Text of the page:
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ADETORO Gbemisola Wuraola
ANOVA is sub-divided into
 One- way ANOVA
 Two- way ANOVA
 “n” – way ANOVA
It is used to determine possible effect of a single
non-metric independent variable (factor) on a
metric dependent variable.
In one-way ANOVA we seek to determine if three
or more categories of an independent variable is
significantly different in terms of average values of
a continuous dependent variable.
 It compares three or more means
What you need:
 --One categorical variable with three or more
 --One continuous variable---
 --Analyse
 --Compare means
--One-way ANOVA
--Move dependent variable into Dependent list box
--Move independent variable into Factor box
--Option (click descriptive & means plot)
---and make sure a dot is the Exclude cases analysis
by analysis box
When the ANOVA value has a p-value less than or
equal to 0.05, it is said that the categories are
significantly different; otherwise it is not.
 Post hoc test becomes important when p-value
indicates that the categories are significantly
different. This test enables us to identify which of
the group (groups) are significantly different.
 This is indicated with placement of star (*) in front
of the categories.
Two-way ANOVA
 Two-way ANOVA is used when the goal is to test
the effect of two categorical independent variables
on a continuous dependent variable—this is the
test for “main effect”.
 It also test for “interaction effect”. E.g. Education
with 4 categories and Sex (male, female), and
income as the dependent variable.
 Is educational categories significantly different
among males or females.
 Select general linear model
 Select univariate
 click on dependent variable & move it to
the dependent variable box
 click on the independent variable & move it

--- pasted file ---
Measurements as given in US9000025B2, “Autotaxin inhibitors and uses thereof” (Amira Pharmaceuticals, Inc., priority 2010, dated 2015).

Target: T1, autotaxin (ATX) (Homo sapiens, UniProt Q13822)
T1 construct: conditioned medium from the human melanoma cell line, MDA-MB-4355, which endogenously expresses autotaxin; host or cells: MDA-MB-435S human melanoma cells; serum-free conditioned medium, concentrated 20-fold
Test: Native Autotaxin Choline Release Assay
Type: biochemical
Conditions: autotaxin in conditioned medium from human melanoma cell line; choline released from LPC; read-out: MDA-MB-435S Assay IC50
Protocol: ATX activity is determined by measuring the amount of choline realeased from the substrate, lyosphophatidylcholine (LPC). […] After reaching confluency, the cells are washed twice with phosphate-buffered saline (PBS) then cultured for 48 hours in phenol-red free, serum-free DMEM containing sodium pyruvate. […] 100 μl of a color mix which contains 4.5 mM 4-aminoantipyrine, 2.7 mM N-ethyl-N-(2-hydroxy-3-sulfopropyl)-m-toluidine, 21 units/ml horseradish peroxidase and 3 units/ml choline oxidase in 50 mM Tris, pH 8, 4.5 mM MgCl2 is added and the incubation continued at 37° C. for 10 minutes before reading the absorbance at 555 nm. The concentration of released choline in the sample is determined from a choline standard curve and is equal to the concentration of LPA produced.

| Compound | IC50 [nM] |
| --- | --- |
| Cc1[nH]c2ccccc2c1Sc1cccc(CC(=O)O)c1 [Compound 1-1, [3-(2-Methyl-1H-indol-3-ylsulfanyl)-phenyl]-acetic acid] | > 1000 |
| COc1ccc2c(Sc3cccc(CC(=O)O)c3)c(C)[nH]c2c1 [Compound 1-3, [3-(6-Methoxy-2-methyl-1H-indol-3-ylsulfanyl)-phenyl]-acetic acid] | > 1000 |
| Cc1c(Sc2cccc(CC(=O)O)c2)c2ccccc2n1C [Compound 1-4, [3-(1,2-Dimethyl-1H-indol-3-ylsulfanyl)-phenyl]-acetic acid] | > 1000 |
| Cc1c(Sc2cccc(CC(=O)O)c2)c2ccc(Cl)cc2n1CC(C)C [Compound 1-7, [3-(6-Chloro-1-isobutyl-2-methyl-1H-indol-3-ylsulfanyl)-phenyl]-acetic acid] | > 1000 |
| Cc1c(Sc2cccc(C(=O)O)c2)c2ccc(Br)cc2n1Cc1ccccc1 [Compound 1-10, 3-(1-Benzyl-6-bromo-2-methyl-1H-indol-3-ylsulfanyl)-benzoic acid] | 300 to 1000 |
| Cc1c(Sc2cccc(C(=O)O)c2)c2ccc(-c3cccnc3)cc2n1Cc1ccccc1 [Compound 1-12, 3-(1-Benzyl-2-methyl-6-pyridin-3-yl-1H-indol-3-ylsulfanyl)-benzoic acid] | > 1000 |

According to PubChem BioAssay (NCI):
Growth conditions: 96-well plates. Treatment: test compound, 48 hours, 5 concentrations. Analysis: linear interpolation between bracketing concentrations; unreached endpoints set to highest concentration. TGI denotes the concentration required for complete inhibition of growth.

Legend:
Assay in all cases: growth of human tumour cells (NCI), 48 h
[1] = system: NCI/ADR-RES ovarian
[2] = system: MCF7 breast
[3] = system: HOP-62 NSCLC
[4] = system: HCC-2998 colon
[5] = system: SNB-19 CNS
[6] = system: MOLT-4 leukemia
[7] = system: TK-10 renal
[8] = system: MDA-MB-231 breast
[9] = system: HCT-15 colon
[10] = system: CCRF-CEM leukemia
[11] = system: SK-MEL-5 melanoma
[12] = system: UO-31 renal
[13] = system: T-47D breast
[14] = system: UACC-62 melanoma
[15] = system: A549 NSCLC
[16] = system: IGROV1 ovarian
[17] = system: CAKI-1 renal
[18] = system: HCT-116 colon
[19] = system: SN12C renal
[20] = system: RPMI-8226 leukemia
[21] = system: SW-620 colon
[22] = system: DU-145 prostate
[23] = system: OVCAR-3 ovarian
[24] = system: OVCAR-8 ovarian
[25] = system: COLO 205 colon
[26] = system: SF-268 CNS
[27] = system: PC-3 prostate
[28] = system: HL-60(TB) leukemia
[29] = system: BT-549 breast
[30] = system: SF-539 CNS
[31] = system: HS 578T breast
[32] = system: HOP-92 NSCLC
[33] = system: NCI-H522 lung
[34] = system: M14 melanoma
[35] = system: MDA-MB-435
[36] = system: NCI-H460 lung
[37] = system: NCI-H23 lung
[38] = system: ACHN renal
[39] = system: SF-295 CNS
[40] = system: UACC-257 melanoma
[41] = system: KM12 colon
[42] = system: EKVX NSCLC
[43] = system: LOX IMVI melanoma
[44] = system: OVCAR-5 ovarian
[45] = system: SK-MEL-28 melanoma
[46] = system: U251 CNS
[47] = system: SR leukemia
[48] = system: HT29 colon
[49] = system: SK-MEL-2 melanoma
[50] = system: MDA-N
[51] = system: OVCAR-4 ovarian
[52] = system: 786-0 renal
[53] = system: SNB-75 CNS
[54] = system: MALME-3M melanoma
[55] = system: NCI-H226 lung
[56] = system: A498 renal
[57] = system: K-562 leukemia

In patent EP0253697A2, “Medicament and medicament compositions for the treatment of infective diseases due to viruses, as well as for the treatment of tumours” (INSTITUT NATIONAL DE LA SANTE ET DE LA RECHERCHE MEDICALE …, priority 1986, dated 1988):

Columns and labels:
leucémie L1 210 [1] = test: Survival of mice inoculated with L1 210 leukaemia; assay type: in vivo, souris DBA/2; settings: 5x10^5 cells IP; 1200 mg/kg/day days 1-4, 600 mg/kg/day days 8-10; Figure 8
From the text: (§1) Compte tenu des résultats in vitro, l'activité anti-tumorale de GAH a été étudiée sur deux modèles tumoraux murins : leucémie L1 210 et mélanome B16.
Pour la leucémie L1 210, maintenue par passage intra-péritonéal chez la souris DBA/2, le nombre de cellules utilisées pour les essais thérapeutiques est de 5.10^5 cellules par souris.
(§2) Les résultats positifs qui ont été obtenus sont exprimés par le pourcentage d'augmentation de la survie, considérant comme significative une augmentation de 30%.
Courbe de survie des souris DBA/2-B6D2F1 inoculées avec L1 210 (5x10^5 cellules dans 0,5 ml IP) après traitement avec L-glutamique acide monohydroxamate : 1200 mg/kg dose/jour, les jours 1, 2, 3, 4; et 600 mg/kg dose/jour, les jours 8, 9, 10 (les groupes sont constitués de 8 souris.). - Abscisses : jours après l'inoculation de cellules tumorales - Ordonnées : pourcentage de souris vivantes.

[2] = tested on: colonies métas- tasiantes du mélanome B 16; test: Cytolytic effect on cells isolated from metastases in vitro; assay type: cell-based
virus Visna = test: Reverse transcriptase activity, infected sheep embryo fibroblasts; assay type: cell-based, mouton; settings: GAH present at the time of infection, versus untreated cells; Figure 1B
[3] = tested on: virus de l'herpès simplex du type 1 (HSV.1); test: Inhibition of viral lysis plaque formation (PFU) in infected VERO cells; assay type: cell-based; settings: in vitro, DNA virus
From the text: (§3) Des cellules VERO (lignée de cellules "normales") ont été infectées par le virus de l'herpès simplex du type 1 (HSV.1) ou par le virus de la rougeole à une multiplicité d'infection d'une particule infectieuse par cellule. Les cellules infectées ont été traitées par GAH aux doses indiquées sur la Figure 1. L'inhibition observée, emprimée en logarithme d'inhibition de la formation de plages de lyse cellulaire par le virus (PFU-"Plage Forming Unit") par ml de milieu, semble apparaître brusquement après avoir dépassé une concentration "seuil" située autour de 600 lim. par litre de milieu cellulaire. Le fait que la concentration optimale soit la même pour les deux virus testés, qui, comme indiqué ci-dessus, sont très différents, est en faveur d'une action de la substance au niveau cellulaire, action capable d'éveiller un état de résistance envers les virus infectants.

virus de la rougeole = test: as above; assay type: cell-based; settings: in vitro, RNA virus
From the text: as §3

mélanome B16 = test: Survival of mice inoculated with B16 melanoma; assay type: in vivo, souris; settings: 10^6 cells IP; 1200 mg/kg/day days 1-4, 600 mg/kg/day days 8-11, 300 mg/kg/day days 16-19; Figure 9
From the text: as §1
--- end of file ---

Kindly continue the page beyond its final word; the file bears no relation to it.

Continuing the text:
into fixed factor box
 Click on options , select descriptive, estimate of
effect size, homogeneity test.
 Click continue
 Click post-hoc
 Click on independent variables with at least
three (3) categories & move into the post-hoc box.
 Select the test for it – turkey.
 Click continue
 Ok
Descriptive statistics
Check that the statistics are ok
Levene's Test of Equality of Error Variance Table
This test an underlying assumption: The sig. value must be greater
than 0.05 (or 0.01).
Main output—Test of Between-Subject effects Table
Interaction effects(two indep. Variables separated by *): if Sig.
less than 0.05 it means there is interaction effect—there is
significant difference in first independent variable GIVEN the
second one.
Main Effects—check each of the indep. Variables and their Sig.
value; if less than 0.05, that variable is having a main effect (i.e.
the categories are significantly different in terms of the dep.
Variable). Otherwise not sig. different.
 Post Hoc
If your main effects or interaction effects is
established through the Sig. value(s) for the
independent variables is significant.
Then under the table Multiple Comparisons
check the significant variable and see where you have *.
Where this appears indicates the categories are the ones
significantly different.